8 Unmissable Durham Castles

8 Unmissable Durham Castles

In the North East of England, Durham is a haven for castle lovers and history buffs. You will find Norman and Medieval castles in and around this beautiful university city.

Durham Castles

Let’s take a look at the 8 best Durham castles starting with the castle of Durham itself.

1. Durham Castle

Durham Castle is a Norman castle that was built by William the Conqueror in 1072. The site has been occupied since the Iron Age, but the Romans were not permanent inhabitants and did not create a settlement there. In fact, much of the current building dates back to Norman times and it is now one of England’s most important medieval castles.

2. Brancepeth Castle

Brancepeth Castle is situated on a high escarpment overlooking local coal mining villages in County Durham. The site offers immense views of beautiful countryside and also from its very own train station (which has recently been restored). It is a ruin but it still has some of its original features like the gatehouse, some of the walls, and the moat.

3. Auckland Castle

The curtain wall of Auckland Castle was built around 1220 by Henry de Auckland. It is a medieval castle with stunning views over the River Wear to Monkwearmouth and beyond. The castle has been owned by different noblemen over time, including Sir William de Soules who led an uprising of Scottish nobles against Edward I in 1296. Local legend says that despite being captured he got away with his treasure before being recaptured and taken to London for execution. His treasure was never found and his ghost still haunts the area.

4. Raby Castle

Raby Castle is a medieval castle with a moat, walls, towers and gatehouses. It once belonged to the Neville family who were powerful and influential at the time. The original keep was built by William Meschin in 1135, but it was enlarged 150 years later by Ralph Neville. The current house rooms are still occupied by the Dukes of Northumberland who have lived here almost continuously for 700 years.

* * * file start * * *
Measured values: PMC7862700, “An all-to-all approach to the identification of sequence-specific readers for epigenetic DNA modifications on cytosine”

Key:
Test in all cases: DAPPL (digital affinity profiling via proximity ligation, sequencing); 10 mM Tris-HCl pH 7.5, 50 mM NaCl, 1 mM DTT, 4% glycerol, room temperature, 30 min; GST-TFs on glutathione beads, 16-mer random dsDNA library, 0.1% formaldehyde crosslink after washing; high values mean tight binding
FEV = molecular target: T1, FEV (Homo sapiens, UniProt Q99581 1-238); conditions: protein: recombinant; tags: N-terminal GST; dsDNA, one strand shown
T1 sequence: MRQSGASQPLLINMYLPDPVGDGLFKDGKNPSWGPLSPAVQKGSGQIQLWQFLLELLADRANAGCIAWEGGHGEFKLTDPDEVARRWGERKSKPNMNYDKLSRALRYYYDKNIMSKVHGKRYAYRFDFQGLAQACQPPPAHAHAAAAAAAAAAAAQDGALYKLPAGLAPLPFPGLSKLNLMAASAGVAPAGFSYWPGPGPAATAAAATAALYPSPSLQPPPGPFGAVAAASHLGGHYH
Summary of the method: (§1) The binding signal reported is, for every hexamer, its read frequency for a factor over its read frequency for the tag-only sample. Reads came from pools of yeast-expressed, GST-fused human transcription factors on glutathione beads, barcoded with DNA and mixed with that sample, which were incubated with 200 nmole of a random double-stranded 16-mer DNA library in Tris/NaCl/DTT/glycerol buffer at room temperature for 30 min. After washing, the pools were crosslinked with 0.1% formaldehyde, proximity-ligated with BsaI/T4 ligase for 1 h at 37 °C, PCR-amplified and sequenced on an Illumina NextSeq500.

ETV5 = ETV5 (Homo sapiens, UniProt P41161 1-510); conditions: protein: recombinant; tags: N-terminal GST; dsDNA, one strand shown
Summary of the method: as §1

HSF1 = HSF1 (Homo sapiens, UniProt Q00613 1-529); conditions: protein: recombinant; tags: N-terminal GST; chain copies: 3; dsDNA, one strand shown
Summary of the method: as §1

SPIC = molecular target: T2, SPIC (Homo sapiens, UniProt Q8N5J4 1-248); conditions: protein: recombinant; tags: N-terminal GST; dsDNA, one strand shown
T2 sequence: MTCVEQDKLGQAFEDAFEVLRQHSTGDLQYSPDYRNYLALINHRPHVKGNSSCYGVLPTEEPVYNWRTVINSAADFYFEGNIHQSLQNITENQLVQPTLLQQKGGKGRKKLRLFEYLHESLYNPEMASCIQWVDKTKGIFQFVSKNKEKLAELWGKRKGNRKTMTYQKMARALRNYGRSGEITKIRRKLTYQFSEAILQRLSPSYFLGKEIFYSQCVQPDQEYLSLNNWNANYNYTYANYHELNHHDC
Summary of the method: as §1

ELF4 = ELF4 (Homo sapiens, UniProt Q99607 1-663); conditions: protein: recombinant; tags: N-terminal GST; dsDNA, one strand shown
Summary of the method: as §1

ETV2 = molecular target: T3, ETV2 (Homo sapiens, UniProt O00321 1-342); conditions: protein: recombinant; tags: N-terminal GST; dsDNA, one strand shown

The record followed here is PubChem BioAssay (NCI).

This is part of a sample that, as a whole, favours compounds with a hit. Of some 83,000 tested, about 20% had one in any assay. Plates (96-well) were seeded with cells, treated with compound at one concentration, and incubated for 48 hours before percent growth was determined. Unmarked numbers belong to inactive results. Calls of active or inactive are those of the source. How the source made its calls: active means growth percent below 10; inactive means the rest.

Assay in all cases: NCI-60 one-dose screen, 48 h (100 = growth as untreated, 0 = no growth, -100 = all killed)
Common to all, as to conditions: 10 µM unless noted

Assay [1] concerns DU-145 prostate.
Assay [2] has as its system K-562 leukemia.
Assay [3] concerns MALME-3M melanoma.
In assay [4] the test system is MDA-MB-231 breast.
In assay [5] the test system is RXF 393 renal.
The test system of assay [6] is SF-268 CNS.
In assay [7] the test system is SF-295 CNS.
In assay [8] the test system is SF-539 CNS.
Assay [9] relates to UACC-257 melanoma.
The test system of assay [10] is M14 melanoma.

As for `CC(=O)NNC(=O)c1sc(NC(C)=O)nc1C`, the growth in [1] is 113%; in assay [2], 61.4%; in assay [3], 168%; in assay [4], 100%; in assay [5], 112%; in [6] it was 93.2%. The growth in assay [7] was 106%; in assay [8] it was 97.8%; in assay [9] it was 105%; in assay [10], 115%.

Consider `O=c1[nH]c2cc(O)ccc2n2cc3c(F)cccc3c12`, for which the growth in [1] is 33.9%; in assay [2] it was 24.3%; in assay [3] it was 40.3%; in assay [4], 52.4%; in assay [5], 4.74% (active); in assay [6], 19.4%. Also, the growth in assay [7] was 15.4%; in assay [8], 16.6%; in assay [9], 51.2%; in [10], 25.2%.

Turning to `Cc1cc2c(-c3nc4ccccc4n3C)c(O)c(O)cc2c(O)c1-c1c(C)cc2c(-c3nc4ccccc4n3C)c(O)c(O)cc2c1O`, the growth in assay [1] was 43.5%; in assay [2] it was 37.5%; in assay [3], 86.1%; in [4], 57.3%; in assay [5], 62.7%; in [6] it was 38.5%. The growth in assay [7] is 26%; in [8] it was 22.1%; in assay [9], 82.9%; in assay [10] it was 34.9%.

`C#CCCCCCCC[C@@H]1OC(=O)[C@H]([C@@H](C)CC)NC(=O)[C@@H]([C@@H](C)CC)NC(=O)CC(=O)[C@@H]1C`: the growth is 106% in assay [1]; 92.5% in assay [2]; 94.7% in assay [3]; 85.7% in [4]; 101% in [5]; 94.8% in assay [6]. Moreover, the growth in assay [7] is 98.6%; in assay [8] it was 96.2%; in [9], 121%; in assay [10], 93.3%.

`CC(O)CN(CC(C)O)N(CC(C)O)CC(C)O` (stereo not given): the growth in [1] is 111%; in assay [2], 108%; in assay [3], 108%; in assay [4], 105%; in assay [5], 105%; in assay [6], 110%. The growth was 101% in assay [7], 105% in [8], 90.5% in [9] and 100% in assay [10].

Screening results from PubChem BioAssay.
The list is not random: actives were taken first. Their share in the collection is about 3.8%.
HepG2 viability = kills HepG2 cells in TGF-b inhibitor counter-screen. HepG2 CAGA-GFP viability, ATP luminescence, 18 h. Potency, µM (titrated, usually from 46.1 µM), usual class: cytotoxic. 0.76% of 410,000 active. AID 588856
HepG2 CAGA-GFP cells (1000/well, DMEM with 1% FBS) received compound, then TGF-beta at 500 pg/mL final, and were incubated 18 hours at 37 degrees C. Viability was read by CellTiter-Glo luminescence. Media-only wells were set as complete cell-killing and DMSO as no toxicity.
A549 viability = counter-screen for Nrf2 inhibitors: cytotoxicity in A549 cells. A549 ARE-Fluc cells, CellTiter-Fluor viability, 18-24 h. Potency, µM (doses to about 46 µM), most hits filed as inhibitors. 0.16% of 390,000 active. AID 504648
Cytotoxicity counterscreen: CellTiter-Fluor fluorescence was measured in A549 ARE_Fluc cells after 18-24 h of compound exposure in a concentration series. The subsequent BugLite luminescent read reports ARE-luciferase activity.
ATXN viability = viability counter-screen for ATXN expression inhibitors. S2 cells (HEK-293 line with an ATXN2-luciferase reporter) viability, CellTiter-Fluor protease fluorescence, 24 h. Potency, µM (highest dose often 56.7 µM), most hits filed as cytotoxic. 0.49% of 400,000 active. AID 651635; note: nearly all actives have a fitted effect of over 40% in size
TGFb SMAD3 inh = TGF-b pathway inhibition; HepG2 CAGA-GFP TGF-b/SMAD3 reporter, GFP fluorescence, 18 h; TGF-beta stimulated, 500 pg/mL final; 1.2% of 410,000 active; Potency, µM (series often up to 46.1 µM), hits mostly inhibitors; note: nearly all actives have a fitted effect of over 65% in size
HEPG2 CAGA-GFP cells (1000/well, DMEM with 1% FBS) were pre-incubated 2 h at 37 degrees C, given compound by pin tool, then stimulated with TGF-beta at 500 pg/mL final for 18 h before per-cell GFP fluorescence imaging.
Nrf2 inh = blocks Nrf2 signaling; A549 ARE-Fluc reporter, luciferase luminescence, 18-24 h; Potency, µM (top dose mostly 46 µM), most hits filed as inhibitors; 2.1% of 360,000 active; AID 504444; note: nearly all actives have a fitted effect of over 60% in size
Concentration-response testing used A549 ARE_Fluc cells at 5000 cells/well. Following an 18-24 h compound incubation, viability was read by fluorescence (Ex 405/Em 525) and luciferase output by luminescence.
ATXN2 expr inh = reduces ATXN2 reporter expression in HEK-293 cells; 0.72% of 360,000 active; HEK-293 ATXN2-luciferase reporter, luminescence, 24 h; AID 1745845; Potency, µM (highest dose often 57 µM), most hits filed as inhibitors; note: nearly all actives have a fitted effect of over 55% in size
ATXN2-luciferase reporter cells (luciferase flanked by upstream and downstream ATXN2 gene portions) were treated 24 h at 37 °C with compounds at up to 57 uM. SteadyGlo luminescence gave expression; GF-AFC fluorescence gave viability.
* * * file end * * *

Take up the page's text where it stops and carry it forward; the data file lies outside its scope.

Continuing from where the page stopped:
5. Barnard Castle

Barnard Castle is a medieval stone castle which has been continuously occupied since 1071. It has all of the elements of a medieval castle including a large keep, gardens, and old farm buildings. It also has one of the finest surviving examples of a Norman Keep. The castle is now home to the Bowes Museum which has an art gallery and historic artifacts.

6. Witton Castle

Witton Castle is an Iron Age Hillfort and is situated on a commanding ridge in North Durham overlooking the River Wear. There are three distinct ramparts enclosing an area that was once occupied by houses and other buildings. The first fortifications were created between 700-450BC but they were rebuilt around 100BC when there was probably an influx of refugees from the Roman occupation.

7. Bowes Castle

Bowes Castle is a medieval house which was built in the 14th century. It has been modified to become a romantic, rambling building with turrets and battlements. The castle is surrounded by formal gardens which include magnificent shrubs and trees with some exotic species from overseas.

8. Scar Top

Scar Top is an Iron Age Hillfort that stands on a steep-sided hill above the River Skerne in County Durham, England. The fortification includes circular ramparts, ditches, and many other features that were created around 600-300BC. It is one of the largest hillforts in Britain and it was occupied continuously until around 100AD when it appears to have been abandoned.

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Amy Green

Hi, my name is Amy and I am a UK based teacher and blogger. I spent most of my childhood summers exploring castles of England and Wales, and most of my adulthood teaching humanities in Secondary schools. I love visiting and learning about Norman and Medieval Castles.

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